The nihilist machines locking-up, with frozen screens, general protect faults, invalid media but with not even the hint of an error message?

Some theist machines (fideists) accepting both a priori and a posteriori program validation in a pre-supposed logical and rational framework of fundamental trust to guide its ongoing processing activities?

Some nontheists (rationalists) rejecting a priori program validation in a pre-supposed framework of arbitrary and paradoxical fundamental trust to guide its ongoing processing activities?

Some pragmatist machines (nontheists) rejecting a priori and a posteriori program validation and operating within an illogical and irrational hypothetical framework of fundamental trust?

Are these spiritual machines theoretically possible? Could they function as true messengers in conveying design structures for their virtual existence that emulate actual existence? Would they "know" they were machines?

Given design-parameters and essential constraints on functionality, could free will supervene on their artificial intelligence?

While it is theoretically conceivable, without considering all of the nuanced discussion of the body-mind problem, that there could be machines of the variety of pragmatic theists, theists and even nihilists (trust me, I own one!), design parameters and system constraints for binary-coded logical processors would preclude functionality of machines running on irrational, illogical machine code.

Human beings, as spiritual machines, as independent agents of free will, cannot be emulated, even in theory, because our potential for irrationality and illogic is not translatable into machine-readable, processable code.

Free will cannot in theory supervene on artificial intelligence no matter what position one takes on the mind-body problem.

That ought to provide a mind-body problem bias!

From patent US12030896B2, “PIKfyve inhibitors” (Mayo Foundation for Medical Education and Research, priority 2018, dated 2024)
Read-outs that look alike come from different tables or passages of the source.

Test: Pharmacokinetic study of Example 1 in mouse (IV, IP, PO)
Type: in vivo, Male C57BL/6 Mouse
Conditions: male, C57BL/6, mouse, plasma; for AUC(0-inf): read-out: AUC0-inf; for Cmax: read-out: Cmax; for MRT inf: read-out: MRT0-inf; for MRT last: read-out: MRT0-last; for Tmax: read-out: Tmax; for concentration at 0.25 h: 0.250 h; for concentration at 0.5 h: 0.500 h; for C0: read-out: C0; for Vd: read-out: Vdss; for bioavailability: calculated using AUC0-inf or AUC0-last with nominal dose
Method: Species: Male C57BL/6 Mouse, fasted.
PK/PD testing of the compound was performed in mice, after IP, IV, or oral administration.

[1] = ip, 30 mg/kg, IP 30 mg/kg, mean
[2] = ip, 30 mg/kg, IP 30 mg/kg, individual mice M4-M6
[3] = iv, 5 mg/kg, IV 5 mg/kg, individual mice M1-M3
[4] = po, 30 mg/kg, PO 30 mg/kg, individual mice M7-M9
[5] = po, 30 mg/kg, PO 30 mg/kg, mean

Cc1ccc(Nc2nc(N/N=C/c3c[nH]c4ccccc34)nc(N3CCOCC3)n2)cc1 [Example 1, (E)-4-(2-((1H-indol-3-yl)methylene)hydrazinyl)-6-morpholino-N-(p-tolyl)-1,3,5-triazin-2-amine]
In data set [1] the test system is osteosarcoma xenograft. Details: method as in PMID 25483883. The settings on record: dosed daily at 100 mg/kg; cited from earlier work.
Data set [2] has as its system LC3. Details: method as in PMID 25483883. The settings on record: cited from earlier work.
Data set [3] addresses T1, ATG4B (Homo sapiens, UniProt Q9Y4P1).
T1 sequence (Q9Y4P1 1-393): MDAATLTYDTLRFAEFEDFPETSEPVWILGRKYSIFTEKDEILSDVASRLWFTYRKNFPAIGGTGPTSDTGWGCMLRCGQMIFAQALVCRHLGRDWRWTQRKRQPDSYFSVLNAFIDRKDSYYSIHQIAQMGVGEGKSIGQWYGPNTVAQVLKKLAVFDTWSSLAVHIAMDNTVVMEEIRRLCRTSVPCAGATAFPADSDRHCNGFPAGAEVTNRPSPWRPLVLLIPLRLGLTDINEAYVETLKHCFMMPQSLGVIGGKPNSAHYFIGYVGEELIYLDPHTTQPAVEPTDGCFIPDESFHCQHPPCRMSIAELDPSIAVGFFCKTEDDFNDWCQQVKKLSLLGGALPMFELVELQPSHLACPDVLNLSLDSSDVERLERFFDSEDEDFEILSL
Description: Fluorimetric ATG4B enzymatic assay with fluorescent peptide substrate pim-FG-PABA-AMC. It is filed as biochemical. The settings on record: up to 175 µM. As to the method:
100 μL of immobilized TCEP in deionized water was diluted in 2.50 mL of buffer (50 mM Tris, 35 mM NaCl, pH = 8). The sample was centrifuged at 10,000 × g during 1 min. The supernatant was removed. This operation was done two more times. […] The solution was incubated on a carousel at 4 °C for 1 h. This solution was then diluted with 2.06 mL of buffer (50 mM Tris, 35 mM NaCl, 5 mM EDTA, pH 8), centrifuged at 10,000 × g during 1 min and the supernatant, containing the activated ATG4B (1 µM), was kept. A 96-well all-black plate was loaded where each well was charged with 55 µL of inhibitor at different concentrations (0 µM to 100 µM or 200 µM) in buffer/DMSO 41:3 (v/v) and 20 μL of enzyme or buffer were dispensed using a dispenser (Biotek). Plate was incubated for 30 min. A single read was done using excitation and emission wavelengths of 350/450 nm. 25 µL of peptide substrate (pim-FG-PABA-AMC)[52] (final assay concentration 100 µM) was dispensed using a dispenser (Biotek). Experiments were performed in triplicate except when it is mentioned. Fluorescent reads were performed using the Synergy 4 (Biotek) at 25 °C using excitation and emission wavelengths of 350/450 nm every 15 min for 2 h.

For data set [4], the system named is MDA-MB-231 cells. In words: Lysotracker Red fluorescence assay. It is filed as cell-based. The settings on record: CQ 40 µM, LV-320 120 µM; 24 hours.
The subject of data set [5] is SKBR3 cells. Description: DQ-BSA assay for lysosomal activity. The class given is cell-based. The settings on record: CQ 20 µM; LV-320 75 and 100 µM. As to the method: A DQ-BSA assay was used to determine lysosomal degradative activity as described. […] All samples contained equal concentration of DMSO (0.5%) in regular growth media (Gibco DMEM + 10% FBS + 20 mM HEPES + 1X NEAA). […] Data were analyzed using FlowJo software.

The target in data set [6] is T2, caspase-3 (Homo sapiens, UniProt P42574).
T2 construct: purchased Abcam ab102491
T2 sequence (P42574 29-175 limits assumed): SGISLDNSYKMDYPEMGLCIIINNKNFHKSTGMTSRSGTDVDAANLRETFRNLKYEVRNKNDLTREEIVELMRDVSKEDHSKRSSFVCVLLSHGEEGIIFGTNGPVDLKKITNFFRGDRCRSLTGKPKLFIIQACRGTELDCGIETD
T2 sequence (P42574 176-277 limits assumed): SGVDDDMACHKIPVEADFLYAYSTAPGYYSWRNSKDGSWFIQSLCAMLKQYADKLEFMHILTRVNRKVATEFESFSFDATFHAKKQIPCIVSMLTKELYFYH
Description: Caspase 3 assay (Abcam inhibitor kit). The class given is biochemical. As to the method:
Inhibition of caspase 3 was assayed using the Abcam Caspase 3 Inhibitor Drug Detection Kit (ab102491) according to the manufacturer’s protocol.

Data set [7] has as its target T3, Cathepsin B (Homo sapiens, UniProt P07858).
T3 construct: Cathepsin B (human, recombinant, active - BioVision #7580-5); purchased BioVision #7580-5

KiKi
 
Posts: 2881 | Registered: 25 August 2001Reply With QuoteReport This Post
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Human beings, as spiritual machines, as independent agents of free will, cannot be emulated, even in theory, because our potential for irrationality and illogic is not translatable into machine-readable, processable code.

Tell that to my computer when I run Windows!! Big Grin (lots of illogical processing goes on at times)

Good reflection. You must have seen the movie, AI?

Whatever we mean by spiritual, it is far more than intelligence or information-processing. There is something about awareness that transcends these functions, which are really operations of the mind.

The word that comes to mind is subjectivity. Could a machine be an "I". Yes, it could have an indentification code that it would refer back to and use "I" in this sense--that it is THIS machine and not another. It could also root its "I" in its memory base, as in "I" have done these things and thought these things. Still a machine, however, as are human beings whose identities are thus rooted.

But "I" as direct experience of the fact of existence: immediate, immaterial, subject of attention: ahh. . . THAT cannot be programmed. (I don't think, at least--therefore, maybe I'm not?) Huh!?!?!

"I am," therefore I think!

Phil
 
Posts: 7539 | Location: Wichita, KS | Registered: 09 August 2001Reply With QuoteReport This Post
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I suppose first you have to grapple with what creates or causes consciousness. If consciousness is, as I suspect, a basic component of the universe (such as the electron), and that the human brain, because of its complexity, is a "receiver" of it, then if a computer program were complex enough it might also achieve consciousness. And I'm, of course, making the assumption that consciousness is first necessary in order to have free will.

And that makes me wonder if "artificial intelligence" (enough of it to solve some of the stated problems) is really possible without consciousness. Oh, you can create some fancy algorithms that have access to a huge data base, but without the power of intuition I'm not sure it would be anything more than a very fancy Excel spreadsheet. I will acknowledge that, like ants or bacteria, simple rules can often bring about surprisingly interesting solutions to problems.
 
Posts: 5413 | Location: Washington State | Registered: 21 September 2001Reply With QuoteReport This Post
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. . . and that the human brain, because of its complexity, is a "receiver" of it, then if a computer program were complex enough it might also achieve consciousness. And I'm, of course, making the assumption that consciousness is first necessary in order to have free will.

There is a view in the East that consciousness pervades all things, which are all uniquely limited in their ability to express it. As such, all things possess intelligence and even freedom, but, again, to a limited degree.

In the case of human beings, consciousness not only exists, but is aware of its existence, creating a dimension of interiority which enables self-presence and an ability to orient freedom "consciously."